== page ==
Are we in 2006 Brian? How come Excel’s new XML is just BIFF surrounded by angle brackets? How come developers will have to manipulate indexes (for instance to add a shared string) if XML is a first-class citizen? With a modern programming angle, shared strings don’t exist because they are just an artefact of optimization. As long as it was buried inside BIFF and well taken care of by the Excel run-time, everything was fine. But now that this is getting exposed directly onto every developer’s face, this becomes a hassle. While shared strings are optional, I don’t understand why they exist in the first place in the new XML. May be you can give a clue or two?

  21. Mike says:

    Finishing my previous post, shared strings actually bear a long standing design flaw. They are used both to anticipate the storing of possible duplicate strings, and to store formatting runs (aka rich strings).

    It’s important to understand that your development environment makes a strong difference. If you are using Automation, you are totally insulated from all this, and thus can concentrate on your business. If you are directly accessing the xml, you have to deal with all of this, which is error prone (document corruption will be rampant), and shared strings is just one example where indexes and other things have to be handled by the developer.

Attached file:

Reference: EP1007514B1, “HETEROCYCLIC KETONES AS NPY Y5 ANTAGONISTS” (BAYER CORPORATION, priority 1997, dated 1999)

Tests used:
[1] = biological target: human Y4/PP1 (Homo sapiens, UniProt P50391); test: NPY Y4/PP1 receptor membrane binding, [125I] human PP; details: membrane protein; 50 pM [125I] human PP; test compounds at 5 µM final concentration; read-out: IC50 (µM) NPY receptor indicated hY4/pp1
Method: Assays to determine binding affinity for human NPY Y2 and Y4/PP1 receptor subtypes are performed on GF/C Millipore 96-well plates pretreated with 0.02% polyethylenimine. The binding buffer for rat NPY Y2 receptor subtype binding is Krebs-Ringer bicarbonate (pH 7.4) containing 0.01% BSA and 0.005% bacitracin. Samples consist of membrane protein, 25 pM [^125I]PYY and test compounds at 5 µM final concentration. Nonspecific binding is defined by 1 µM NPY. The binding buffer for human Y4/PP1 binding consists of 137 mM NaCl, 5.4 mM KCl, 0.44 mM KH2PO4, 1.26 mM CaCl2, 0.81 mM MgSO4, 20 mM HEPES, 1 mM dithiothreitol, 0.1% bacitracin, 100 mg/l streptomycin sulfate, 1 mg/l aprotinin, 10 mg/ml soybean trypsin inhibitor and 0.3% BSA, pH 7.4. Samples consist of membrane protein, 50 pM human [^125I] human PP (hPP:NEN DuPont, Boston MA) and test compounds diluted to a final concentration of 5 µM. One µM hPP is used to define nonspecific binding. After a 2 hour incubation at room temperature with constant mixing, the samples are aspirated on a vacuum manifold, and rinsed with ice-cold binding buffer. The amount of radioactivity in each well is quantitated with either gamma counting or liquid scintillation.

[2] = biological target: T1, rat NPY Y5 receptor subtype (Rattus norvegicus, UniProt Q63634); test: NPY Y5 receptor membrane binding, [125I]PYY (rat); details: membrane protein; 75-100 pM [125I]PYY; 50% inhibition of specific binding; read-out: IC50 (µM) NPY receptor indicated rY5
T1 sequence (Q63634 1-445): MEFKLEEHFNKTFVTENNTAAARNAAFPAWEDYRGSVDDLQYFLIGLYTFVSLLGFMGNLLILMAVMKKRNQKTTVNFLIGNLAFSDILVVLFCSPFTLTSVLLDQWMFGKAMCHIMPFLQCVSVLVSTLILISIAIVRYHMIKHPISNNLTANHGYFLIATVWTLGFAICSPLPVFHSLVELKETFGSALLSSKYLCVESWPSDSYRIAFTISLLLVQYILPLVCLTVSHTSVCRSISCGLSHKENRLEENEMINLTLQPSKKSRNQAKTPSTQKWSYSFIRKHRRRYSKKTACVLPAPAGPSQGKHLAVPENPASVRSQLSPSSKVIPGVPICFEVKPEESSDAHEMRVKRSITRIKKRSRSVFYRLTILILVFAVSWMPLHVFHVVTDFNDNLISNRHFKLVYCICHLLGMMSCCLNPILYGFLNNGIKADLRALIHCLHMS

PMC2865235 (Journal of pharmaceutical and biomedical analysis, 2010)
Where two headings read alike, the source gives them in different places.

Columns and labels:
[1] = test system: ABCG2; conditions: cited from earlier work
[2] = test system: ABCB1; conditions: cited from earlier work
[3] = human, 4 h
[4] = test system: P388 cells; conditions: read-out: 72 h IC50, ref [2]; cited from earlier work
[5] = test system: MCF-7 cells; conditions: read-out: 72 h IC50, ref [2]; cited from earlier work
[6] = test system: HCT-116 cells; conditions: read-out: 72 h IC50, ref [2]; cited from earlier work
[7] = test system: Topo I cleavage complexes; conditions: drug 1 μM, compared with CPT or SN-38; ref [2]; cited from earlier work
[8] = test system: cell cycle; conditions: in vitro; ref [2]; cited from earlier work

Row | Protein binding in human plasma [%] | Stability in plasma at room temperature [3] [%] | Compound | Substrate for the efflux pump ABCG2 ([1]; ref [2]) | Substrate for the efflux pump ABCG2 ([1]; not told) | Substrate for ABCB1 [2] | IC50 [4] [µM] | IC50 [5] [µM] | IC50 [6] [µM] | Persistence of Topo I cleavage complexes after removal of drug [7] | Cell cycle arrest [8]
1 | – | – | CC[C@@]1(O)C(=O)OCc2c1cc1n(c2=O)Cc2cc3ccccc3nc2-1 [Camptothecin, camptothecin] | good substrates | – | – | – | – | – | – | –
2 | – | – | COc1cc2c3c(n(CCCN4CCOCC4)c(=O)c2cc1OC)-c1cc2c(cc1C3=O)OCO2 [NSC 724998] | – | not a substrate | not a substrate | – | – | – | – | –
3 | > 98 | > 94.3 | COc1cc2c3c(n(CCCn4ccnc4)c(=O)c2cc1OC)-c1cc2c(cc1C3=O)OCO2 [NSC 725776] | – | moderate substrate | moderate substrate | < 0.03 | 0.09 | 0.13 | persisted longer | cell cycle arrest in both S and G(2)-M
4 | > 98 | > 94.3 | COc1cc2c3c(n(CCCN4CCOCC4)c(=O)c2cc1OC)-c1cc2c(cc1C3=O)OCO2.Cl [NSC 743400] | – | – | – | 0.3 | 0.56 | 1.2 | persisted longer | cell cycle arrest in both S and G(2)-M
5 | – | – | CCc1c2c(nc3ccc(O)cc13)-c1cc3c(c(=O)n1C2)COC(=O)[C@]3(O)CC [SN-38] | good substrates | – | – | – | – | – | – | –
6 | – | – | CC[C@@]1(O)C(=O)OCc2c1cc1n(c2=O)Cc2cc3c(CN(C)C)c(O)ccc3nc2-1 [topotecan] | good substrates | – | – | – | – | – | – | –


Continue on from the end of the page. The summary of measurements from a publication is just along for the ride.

Why, oh why? Accessing the xml (in fact, a nice acronym for the serialized BIFF surrounded by angle brackets) is just masochism. Don’t get me wrong, Custom XML has virtues, but that’s a totally different topic (and a Office 2003 feature by the way).

  22. orcmid says:

    Hi Brian.  Your question stopped me because of something I recalled from the early days when the OASIS 1.0 specification was first available.  There was a claim that ODF had this great uniformity and reusability of elements across document applications.  I thought that was great, but then I couldn’t understand why there are so many file extensions (and Zip-embedded MIME types).  So, I figure, maybe that variety is just a hint as to what application should open the top level, with it likely that there’s an integrated application underneath those different views into documents.  That was my thought.